While initially a combat base, operating primarily bombers and fighters of SAC and the Air Defense Command (ADC), the strategic airlift mission and the Eastern Division of the Military Air Transport Service (MATS) (later the 21st Air Force and today's 21st Expeditionary Mobility Task Force) transferred to McGuire from Westover AFB, MA, in 1954. Under MATS (later Military Airlift Command (MAC) and Air Mobility Command (AMC)), McGuire became the "Gateway to the East," serving the U.S. Military and its allies in Europe, the Middle East and Africa with cargo and transportation. Over the years McGuire's mission aircraft have been dominated by the greatest air mobility aircraft of their day: the C-54, C-118, C-135 (McGuire was the first base to operate the world's first all-jet strategic airlifter), C-130, C-141 and C-17 airlifters, as well as KC-97, KC-135 and KC-10 tanker aircraft. From 1967 through 2004, McGuire was the best known C-141 base in the world, possessing up to a quarter of AMC's fleet of that historic aircraft.

Team McGuire has provided key support in almost every major American contingency operation from 1955 through the present day, including Operation SAFE HAVEN, Vietnam, NICKEL GRASS, the Grenada rescue effort, Operation DESERT SHIELD/STORM in 1990, and Operation DESERT CALM following the first gulf war. In 1992, McGuire AFB became a major part of the newly activated Air Mobility Command (AMC). A newly created concept, an air mobility wing (AMW) possessing both tankers and airlift aircraft, activated on McGuire in 1994. The storied 305th Air Refueling Wing, "Can Do!" moved to McGuire to become the host 305 AMW on 1 October 1994. The 21st Air Force, coupled with the stand up of the 621st Air Mobility Operations Group (621 AMOG) and its later reorganization to the 621st Contingency Response Wing (621 CRW), partnered with the 305 AMW and spear-headed virtually every contingency over the past 14 years, from Operation JOINT ENDEAVOR in the Balkans to Operation IRAQI FREEDOM. McGuire itself, through its support organizations, has also been a key component in the onward transport of materials and personnel to crisis points all over the world: in 1999, McGuire served as the lead staging base for the evacuation of Kosovo refugees in Operation OPEN ARMS; McGuire was the rally and staging point for FEMA operations in New York City after the September 11, 2001 attacks; in 2005, the base lent key support for Hurricanes Kartrina and Rita. In 2006, McGuire AFB hosted over 1,800 Lebanese Americans evacuated from the battles there between Israel and Hezbollah insurgents. In 2008, McGuire assumed responsibility for the no-fail "Red Ball Express" aerial port mission, supplying and re-supplying coalition efforts in ENDURING FREEDOM. Today the men and women of McGuire AFB continue to be in the forefront of high visibility operations with regular deployments of airlift and aerial refueling aircraft as well as support elements for combat operations. McGuire hosted a rapidly assembled STRATCOM Joint Task Force satellite recovery team with no prior notice in February 2008, winning praise for its flexibility and support. Team McGuire remains heavily engaged in providing direct combat support to two regional conflicts and provided personnel, resources and aircraft.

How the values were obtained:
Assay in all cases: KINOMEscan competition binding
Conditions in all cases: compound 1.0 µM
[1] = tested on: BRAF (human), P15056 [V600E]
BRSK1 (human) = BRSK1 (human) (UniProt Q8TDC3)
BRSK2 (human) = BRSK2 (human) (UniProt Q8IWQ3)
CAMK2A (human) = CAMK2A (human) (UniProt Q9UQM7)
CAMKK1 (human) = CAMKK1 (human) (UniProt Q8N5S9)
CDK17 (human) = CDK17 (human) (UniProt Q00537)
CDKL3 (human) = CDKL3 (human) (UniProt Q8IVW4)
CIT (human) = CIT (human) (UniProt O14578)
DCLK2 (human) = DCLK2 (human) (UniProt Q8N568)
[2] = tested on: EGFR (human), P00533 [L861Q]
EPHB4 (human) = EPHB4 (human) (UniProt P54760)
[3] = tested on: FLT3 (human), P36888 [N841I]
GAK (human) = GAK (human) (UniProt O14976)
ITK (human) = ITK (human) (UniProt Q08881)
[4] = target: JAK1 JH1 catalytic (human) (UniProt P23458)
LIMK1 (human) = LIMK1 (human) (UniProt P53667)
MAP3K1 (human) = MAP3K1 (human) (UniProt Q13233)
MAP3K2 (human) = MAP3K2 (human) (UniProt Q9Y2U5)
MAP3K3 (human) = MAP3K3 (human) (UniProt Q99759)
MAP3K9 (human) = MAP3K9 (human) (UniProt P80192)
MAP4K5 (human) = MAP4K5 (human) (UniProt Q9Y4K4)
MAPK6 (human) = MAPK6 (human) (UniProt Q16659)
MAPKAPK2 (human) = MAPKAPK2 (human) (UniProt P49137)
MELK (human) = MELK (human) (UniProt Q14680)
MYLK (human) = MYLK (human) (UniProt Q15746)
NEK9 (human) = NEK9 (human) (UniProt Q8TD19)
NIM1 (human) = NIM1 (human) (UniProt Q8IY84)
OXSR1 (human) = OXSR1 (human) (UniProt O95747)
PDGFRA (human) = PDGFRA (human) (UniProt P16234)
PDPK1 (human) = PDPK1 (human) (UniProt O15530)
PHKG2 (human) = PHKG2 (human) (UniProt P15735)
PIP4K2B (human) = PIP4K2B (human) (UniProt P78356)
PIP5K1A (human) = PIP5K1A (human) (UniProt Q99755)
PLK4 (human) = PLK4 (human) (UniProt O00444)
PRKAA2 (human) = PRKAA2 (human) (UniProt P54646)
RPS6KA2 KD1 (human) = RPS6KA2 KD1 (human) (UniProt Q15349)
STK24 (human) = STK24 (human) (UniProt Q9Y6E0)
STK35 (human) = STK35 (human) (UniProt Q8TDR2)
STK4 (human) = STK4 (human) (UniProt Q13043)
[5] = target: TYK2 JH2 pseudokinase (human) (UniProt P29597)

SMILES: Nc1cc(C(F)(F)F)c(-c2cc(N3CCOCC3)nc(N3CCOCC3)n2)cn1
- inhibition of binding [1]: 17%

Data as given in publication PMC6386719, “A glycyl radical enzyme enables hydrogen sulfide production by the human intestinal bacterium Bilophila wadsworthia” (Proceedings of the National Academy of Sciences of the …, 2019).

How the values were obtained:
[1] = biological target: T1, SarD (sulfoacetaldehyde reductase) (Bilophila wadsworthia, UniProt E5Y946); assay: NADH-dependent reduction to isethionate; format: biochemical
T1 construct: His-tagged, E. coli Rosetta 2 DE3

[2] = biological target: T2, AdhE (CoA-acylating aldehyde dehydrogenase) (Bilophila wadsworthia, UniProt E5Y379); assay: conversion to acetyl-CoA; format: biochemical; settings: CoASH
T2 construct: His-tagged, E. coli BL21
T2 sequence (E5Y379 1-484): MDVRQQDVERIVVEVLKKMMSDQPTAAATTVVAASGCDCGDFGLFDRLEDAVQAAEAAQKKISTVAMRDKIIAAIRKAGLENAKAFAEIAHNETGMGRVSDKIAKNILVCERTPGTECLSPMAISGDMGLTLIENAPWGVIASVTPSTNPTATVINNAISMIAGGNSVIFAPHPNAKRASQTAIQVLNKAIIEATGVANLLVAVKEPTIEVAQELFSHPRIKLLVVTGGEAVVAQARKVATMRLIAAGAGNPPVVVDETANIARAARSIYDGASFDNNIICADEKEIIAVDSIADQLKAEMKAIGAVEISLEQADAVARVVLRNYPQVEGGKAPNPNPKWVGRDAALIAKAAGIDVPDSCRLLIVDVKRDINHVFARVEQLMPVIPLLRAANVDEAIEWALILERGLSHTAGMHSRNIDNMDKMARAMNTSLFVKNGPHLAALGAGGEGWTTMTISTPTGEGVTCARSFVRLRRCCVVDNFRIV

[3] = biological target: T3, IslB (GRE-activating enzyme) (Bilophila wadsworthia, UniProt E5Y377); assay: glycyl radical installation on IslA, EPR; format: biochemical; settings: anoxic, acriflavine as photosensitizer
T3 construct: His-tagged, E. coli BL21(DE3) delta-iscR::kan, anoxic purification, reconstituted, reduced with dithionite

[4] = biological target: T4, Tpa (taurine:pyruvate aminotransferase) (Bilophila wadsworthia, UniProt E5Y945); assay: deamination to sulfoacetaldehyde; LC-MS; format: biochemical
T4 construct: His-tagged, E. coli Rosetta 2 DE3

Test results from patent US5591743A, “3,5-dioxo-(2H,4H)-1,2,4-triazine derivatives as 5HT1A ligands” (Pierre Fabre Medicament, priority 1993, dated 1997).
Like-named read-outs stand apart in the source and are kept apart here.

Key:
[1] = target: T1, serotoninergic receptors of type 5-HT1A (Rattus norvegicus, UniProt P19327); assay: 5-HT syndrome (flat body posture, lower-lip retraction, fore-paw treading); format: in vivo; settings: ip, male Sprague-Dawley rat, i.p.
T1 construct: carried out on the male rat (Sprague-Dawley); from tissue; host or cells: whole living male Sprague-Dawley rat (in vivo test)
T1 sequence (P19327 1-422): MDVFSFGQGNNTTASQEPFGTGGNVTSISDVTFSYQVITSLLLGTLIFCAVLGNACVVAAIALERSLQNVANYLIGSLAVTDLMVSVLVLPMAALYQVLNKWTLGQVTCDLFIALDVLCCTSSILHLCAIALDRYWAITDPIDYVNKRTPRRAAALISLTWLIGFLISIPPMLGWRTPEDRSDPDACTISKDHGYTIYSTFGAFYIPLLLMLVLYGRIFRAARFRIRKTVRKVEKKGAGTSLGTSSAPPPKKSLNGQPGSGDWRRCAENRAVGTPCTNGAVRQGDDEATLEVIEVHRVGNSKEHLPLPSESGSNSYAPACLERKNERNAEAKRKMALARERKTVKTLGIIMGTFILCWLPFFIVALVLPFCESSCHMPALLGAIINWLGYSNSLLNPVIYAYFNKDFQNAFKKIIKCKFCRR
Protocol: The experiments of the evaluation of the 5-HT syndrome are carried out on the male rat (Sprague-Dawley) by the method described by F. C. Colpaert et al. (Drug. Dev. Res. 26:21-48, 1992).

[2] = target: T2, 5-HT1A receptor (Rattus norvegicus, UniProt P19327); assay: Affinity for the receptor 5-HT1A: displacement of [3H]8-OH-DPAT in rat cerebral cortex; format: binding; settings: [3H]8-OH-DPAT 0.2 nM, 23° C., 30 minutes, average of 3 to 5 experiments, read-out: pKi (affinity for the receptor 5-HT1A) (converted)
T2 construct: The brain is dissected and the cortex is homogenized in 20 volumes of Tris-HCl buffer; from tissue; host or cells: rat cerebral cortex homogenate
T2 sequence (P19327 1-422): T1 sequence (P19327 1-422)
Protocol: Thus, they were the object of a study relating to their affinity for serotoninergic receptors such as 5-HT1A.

The future of McGuire is bright-indeed, as part of a Department of Defense (DoD) initiative, McGuire will be the lead service in the first ever tri-service Joint super-base, combining its infrastructure support with the support of Fort Dix (Army) and Naval Air Engineering Station Lakehurst (Navy). Additionally, the 2005 Base Realignment and Closure Commission (BRAC) commission identified several units to be added to Team McGuire over the next few years, including contingents from every service branch. Construction of many new facilities, an intense beautification effort, and rapidly proliferating, new and spacious privately owned contract family housing, make McGuire one of the premier Air Force installations.

Aircraft Flown

Joint Basing